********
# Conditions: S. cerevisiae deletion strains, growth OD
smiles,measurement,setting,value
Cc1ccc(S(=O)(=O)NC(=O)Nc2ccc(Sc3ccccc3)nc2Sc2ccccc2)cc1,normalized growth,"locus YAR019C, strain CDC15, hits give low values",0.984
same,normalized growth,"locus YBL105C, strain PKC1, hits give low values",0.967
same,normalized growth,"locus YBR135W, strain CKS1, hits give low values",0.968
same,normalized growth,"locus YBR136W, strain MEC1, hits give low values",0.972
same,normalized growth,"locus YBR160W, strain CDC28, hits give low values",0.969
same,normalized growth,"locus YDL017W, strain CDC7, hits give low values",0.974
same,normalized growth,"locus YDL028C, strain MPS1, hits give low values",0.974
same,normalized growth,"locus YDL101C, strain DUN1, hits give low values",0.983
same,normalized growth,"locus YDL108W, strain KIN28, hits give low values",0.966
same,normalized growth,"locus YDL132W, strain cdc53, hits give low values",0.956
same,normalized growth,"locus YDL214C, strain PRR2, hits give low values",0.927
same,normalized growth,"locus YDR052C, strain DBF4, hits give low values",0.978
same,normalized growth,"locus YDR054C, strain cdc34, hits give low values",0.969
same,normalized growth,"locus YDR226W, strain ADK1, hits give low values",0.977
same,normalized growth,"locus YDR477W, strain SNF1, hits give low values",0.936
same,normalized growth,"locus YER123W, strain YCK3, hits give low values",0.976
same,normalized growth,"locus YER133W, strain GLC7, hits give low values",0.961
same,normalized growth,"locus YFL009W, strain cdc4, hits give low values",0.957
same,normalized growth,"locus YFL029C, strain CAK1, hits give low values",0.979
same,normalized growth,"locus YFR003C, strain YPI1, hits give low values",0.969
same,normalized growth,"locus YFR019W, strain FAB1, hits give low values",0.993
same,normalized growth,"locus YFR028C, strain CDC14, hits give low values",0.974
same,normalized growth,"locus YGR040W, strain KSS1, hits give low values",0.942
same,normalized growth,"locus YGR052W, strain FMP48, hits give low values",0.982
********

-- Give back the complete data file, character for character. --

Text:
# Conditions: S. cerevisiae deletion strains, growth OD
smiles,measurement,setting,value
Cc1ccc(S(=O)(=O)NC(=O)Nc2ccc(Sc3ccccc3)nc2Sc2ccccc2)cc1,normalized growth,"locus YAR019C, strain CDC15, hits give low values",0.984
same,normalized growth,"locus YBL105C, strain PKC1, hits give low values",0.967
same,normalized growth,"locus YBR135W, strain CKS1, hits give low values",0.968
same,normalized growth,"locus YBR136W, strain MEC1, hits give low values",0.972
same,normalized growth,"locus YBR160W, strain CDC28, hits give low values",0.969
same,normalized growth,"locus YDL017W, strain CDC7, hits give low values",0.974
same,normalized growth,"locus YDL028C, strain MPS1, hits give low values",0.974
same,normalized growth,"locus YDL101C, strain DUN1, hits give low values",0.983
same,normalized growth,"locus YDL108W, strain KIN28, hits give low values",0.966
same,normalized growth,"locus YDL132W, strain cdc53, hits give low values",0.956
same,normalized growth,"locus YDL214C, strain PRR2, hits give low values",0.927
same,normalized growth,"locus YDR052C, strain DBF4, hits give low values",0.978
same,normalized growth,"locus YDR054C, strain cdc34, hits give low values",0.969
same,normalized growth,"locus YDR226W, strain ADK1, hits give low values",0.977
same,normalized growth,"locus YDR477W, strain SNF1, hits give low values",0.936
same,normalized growth,"locus YER123W, strain YCK3, hits give low values",0.976
same,normalized growth,"locus YER133W, strain GLC7, hits give low values",0.961
same,normalized growth,"locus YFL009W, strain cdc4, hits give low values",0.957
same,normalized growth,"locus YFL029C, strain CAK1, hits give low values",0.979
same,normalized growth,"locus YFR003C, strain YPI1, hits give low values",0.969
same,normalized growth,"locus YFR019W, strain FAB1, hits give low values",0.993
same,normalized growth,"locus YFR028C, strain CDC14, hits give low values",0.974
same,normalized growth,"locus YGR040W, strain KSS1, hits give low values",0.942
same,normalized growth,"locus YGR052W, strain FMP48, hits give low values",0.982